The penultimate discussion was with Sophie Rochester and Rosa Anderson who co-founded Fiction Uncovered about five years of the prize. Again I missed this one as I was having a coffee so will be catching up with this one very soon.

Finally Matt Thorne was joined by Bethan Roberts to discuss her Fiction Uncovered winning novel Mother Island which I think is a brilliant suburban thriller and family drama which I will share my thoughts on soon. Listen to them discussing it here.

So there you have it, a good few hours of bookish chatter, discussion and debate for your listening tackle. I am not sure when they will go on iTunes and be podcasts but you can play these sneakily with your headphones on at your desks in work. Oh go on, we all do it… Oh. Just me then. Whoops.

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And The Fiction Uncovered Winners 2015 Are…

I am thrilled to announce that after many weeks of wonderful reading and re-reading, some brilliant debate and lots of laughter with three other judges who are all stars (India Knight, Matthew Bates and Cathy Galvin) and now some of my new favourite bookish chums, we have chosen the eight winners of Fiction Uncovered 2015. They are…

  • The Incarnations – Susan Barker (Transworld)
  • The Redemption of Galen Pike – Carys Davies (Salt)
  • The Offering – Grace McCleen (Sceptre)
  • Significance – Jo Mazelis (Seren Books)
  • Mother Island – Bethan Roberts (Chatto & Windus)
  • A Man Lies Dreaming – Lavie Tidhar (Hodder & Stoughton)
  • Animals – Emma Jane Unsworth (Canongate Books)
  • Mobile Library – David Whitehouse (Picador)

To whittle them down from fifteen marvellous books was no easy feat at all, it took quite a few hours of pleading, threats, swearing and it all kicking off – okay I am joking, it did take several hours of debate and was much, much harder than I anticipated. The eight books are corkers from a very strong longlist. To find out more about the books and the authors do head over to the Fiction Uncovered website here as I am off for a celebratory sherry or three. I will be reviewing the winners and the longlist in due course though…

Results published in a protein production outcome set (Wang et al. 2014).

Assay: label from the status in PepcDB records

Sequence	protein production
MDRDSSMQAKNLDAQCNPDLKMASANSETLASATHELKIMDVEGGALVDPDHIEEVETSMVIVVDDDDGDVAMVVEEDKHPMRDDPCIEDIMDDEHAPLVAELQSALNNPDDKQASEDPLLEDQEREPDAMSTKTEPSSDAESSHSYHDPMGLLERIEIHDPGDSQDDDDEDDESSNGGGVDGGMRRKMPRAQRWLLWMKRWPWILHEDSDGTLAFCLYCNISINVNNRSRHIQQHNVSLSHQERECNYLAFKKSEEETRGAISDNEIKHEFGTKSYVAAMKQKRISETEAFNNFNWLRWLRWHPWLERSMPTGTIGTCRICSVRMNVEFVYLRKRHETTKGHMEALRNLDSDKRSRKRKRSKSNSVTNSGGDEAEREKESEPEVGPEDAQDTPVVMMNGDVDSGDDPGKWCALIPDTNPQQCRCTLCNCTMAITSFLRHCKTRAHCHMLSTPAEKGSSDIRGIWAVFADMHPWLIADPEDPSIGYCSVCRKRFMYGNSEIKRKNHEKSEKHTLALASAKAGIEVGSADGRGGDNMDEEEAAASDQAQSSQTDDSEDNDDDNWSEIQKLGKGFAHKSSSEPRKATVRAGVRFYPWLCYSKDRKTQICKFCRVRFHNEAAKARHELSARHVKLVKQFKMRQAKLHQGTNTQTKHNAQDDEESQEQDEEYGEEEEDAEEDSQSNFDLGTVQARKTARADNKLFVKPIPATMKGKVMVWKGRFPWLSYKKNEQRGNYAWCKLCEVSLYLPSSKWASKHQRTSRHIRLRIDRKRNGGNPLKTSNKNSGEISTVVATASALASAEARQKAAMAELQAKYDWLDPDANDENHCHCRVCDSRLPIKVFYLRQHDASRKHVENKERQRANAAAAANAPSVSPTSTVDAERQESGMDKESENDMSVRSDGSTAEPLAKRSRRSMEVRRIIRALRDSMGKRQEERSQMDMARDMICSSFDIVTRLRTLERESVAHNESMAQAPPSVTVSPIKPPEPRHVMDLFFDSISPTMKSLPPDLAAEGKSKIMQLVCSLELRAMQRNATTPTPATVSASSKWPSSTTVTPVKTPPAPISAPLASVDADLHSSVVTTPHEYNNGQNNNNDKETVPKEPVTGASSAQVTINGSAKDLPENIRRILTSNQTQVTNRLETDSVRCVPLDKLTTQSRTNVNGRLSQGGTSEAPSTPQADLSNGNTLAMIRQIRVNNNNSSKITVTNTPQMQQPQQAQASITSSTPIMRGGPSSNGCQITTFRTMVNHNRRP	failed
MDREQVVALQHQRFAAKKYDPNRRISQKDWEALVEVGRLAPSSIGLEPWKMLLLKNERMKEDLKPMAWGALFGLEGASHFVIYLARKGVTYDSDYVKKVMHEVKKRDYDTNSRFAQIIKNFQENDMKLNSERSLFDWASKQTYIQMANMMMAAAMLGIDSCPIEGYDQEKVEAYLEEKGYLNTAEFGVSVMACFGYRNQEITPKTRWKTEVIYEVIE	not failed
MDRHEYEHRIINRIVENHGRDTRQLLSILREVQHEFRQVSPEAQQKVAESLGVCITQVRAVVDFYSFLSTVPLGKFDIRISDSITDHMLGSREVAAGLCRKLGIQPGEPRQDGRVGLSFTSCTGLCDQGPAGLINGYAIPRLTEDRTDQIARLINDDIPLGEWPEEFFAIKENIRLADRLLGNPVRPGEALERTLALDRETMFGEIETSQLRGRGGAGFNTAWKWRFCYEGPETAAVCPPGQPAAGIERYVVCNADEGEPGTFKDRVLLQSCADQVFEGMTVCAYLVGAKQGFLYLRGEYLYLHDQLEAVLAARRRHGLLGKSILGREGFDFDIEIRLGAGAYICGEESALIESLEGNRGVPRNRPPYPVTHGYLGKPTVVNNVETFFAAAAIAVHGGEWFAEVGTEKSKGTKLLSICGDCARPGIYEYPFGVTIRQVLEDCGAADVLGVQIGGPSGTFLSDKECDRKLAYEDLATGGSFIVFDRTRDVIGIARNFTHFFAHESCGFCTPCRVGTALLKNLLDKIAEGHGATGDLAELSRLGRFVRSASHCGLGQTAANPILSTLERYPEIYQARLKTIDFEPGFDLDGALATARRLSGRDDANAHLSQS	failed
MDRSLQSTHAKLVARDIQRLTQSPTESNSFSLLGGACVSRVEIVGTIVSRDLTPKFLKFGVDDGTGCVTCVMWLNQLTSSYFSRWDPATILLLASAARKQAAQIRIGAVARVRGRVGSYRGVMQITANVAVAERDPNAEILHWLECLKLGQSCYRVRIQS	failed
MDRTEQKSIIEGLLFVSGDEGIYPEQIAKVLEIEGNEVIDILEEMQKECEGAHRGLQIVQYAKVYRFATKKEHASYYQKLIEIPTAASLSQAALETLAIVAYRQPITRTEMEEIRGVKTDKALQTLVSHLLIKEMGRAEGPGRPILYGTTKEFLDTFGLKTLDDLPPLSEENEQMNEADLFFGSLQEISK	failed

You might think that was it now, no more Fiction Uncovered 2015 for me, but you’d be wrong. There’s events being planned for the books and authors over the summer which will be announced in due course. More imminently, in fact this Sunday, there will be Fiction Uncovered FM taking over your speakers on Resonance FM from 12pm – 5pm, guess who they have gone and asked to co-host? So if you want a wonderful five hours of book chat co-hosted by a slightly rogue Savidge DJ then tune into that. In the meantime what do you make of our list of the final eight; which have you read, what did you think and which are you going to read? Obviously the correct answer is all of them!

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The Fiction Uncovered Longlist 2015

I am thrilled, because this is the first time they have done it and I have keeping it secret for a few weeks, to be able to share with you the Fiction Uncovered Longlist 2015. After what has been a good few months of ‘extreme reading’ here are fifteen books that we judges (Matt Bates, Cathy Galvin and myself chaired by India Knight) are all very keen that you go and read, right now…

  • The Incarnations – Susan Barker (Transworld)
  • The Stray American – Wendy Brandmark (Holland Park Press)
  • The Redemption of Galen Pike – Carys Davies (Salt)
  • Dear Thief – Samantha Harvey (Jonathan Cape)
  • Wittgenstein Jr – Lars Iyer (Melville House UK)
  • The Way Out – Vicki Jarrett (Freight)
  • The Offering – Grace McCleen (Sceptre)
  • The Spice Box Letters – Eve Makis (Parthian Books)
  • Significance – Jo Mazelis (Seren Books)
  • Beastings – Benjamin Myers (Bluemoose Books)
  • The Four Marys – Jean Rafferty (Saraband)
  • Mother Island – Bethan Roberts (Chatto & Windus)
  • A Man Lies Dreaming – Lavie Tidhar (Hodder & Stoughton)
  • Animals – Emma Jane Unsworth (Canongate Books)
  • Mobile Library – David Whitehouse (Picador)

Indis has said “It is absolutely thrilling to have found such brilliant books, across such a wide variety of genres, and from authors that live and write all over the country. These are fantastic writers who deserve to be household names.” I agree it is a very diverse and interesting list, though I am probably biased somewhat but I think the list is a really eclectic one (well, I can tell you that for definite having read them all) and it is going to be rather difficult to whittle them down to a final eight for June the 18th. I have to say so far the judging process has been a real joy with lots and lots of laughing and delightful booky chatter, maybe the final meeting is where the gloves will come off? Ha!

For more information on all the books do visit Fiction Uncovered’s website here. I am off to go and do some more re-reading, in the meantime I would love your thoughts both on the books on the list (have you read any, are there any you are going to hunt out) and also the list itself. I’m very excited to hear what people think of it!